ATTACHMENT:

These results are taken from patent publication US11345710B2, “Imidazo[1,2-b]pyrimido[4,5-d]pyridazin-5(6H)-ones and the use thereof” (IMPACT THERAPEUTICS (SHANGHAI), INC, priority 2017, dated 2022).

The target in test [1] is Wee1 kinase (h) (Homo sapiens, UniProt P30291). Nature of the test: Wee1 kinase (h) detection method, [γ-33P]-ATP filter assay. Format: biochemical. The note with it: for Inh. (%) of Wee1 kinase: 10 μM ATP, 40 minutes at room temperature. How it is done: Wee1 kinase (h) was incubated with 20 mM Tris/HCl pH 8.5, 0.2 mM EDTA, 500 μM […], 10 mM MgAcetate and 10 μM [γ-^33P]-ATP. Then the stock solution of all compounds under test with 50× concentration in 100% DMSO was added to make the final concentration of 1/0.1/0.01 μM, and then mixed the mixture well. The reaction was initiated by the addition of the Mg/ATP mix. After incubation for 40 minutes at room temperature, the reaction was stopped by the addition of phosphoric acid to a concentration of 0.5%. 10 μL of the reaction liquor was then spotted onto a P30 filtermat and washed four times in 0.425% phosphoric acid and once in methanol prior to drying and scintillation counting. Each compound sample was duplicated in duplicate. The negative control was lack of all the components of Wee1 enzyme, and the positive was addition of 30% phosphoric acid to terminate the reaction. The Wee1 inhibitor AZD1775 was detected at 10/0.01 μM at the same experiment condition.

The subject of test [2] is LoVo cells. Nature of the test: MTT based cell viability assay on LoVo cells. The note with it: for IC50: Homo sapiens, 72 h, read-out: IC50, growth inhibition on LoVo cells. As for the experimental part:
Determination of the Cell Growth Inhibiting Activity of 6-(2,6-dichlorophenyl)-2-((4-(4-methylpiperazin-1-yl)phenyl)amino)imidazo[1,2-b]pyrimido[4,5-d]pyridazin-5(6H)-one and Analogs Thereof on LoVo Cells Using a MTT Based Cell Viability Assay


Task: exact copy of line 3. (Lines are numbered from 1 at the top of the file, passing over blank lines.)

The subject of test [2] is LoVo cells. Nature of the test: MTT based cell viability assay on LoVo cells. The note with it: for IC50: Homo sapiens, 72 h, read-out: IC50, growth inhibition on LoVo cells. As for the experimental part: